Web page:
The Way We Were INDEX 1  2  3
If you have feedback or a story to tell, email it to If it's feedback, indicate which page you are sending it about. We will not publish your full name or email address!

David: A Christmas Gift from the Heart

My parents were very devout and opposed to letting us believe in Santa Claus.  They made it abundantly clear that it was a religious holiday. But we celebrated it with gusto just the same.  We just knew who brought the presents and the sacrifices they made sometimes to buy them.

We had a few Christmas ornaments used from year to year - various shaped glass balls, celluloid figures, and some dangly "tails" of feathers in various colors, fastened to strings with hooks on top, that would sway gracefully with the slightest air movement. One year I had a new kitten, a few months old at Christmas, who despite our moving them higher and higher on the tree, "killed" all those strange elongated birds that had invaded our house!

Daddy would always get permission from some farmer to cut down a tree, drag it through the snow to our car and tie it precariously on top.  Once fixed reasonably straight in our living room, our only extravagance was a new package of aluminum foil icicles, which we tried to salvage each year with limited success. I was all for throwing them onto the tree, but was forced to put them on one at a time. I always cheated that part, and put on three or four at a time. Mother popped lots of popcorn, and we munched on buttered (real butter) and salted popcorn while pricking our fingers stringing unseasoned kernels to wrap around the tree. I always was given a couple of packs of construction paper and a pot of white paste (which I couldn't resist tasting from time to time) to make colored paper chains, too. When Daddy put the angel on top the tree, I knew Christmas was really in process.

In the last days of school before Christmas vacation, we always made a gift for our parents - a plaster of Paris or clay dish, hand print, brooch or other item, or sometimes a pot holder.  We also made construction paper decorations for the classroom, and on the last day, we got to take our own down and bring them home to tape on windows or hang from light fixtures or doorways.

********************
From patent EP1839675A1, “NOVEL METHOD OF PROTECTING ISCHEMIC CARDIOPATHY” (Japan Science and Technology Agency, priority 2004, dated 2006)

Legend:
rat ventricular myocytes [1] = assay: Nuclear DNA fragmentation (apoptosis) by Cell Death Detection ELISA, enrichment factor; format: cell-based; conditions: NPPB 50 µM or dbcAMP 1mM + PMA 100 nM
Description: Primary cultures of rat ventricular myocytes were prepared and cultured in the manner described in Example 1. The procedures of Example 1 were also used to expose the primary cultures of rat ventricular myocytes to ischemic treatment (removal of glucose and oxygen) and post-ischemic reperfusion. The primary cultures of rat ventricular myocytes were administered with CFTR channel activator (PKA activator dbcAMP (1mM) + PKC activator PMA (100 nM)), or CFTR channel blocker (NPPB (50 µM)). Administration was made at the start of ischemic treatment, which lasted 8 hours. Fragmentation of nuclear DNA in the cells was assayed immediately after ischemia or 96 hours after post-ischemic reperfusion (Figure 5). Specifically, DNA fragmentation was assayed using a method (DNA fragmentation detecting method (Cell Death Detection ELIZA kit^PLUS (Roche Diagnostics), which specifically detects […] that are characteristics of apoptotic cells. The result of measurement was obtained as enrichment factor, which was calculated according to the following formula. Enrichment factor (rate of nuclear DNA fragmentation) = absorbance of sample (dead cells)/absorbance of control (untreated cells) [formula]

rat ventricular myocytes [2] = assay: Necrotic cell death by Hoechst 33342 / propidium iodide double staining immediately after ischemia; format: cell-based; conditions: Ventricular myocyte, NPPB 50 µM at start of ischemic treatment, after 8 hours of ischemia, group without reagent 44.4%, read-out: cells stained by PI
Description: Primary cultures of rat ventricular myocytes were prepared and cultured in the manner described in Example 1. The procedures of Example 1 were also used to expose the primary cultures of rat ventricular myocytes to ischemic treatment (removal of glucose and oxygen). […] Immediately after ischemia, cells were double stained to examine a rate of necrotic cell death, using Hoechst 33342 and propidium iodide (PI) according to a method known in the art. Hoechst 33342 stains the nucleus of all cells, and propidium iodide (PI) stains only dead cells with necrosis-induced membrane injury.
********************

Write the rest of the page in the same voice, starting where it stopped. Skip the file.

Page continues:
I was an only child until 8 years old when my brother was born. That made Christmas even more delightful, to see it through his eyes. He was a very sentimental and affectionate child and loved everything new and beautiful. For my birthday shortly before my brother's birth, I had been given a real Betsy-Wetsy type rubber baby doll, a financial sacrifice for my parents, but probably one that they thought would help prepare me for the baby's arrival (as if I'd never seen a baby before!) My poor Mother always insisted on giving me "girlie" things (like manicure sets to get me to stop biting my nails - fat chance!) and lacy, tucked, ruffled or otherwise decorated clothes which I messed up on tree branches, muddy banks, etc.  I never played with dolls although I had a stuffed rabbit I loved.  I take that back; I had several rag dolls and animals, and played hospital and operation on them, sometimes with tragic and fatal outcomes. I did the same from time to time with my new doll, who I named "David" after a wee cousin.

When my brother Nathan was a year old, my parents gave him a tiny teddy bear, which he cuddled and slept with. But on rare occasions when I brought my doll downstairs, his eyes would light up, and he'd reach for it and coo and beg.

My great-aunt had an enormous bag of "rags", actually new-cloth leftovers from sewing clothing, slipcovers, etc., which she would use to hook rag rugs. I found a beautiful piece of cinnamon-colored embossed satiny upholstery material, cut a blanket sized square and fringed the edges, got a large shoe box, and dressing David in his best baby clothing, complete with his little bottle, folded him into his blanket, sealed him into the shoebox, gift-wrapped it and addressed it to my less-than-2 year old brother Nathan. I put it under the tree the very night we finished decorating it. This had my parents scratching their heads for days, but I refused to tell them what it was.

I will never, never forget the look of delight on my brother's face when he opened that present! (Nor the look on my parents' faces.....) He cradled the doll, toddled over to his little Boston rocker, and rocked and cooed and cuddled and kissed.  This was by far his favorite gift.  I still almost feel like crying sometimes when I think of the joy I was able to give him. That was one of three of my all-time favorite Holiday seasons in my many years of life.

What was the favorite Christmas gift that you gave to someone else!  Email to 

The Sneaky Kitchen
Web Site by Bess W. Metcalf   Copyrightę April 1999 - 201

& Stanley Products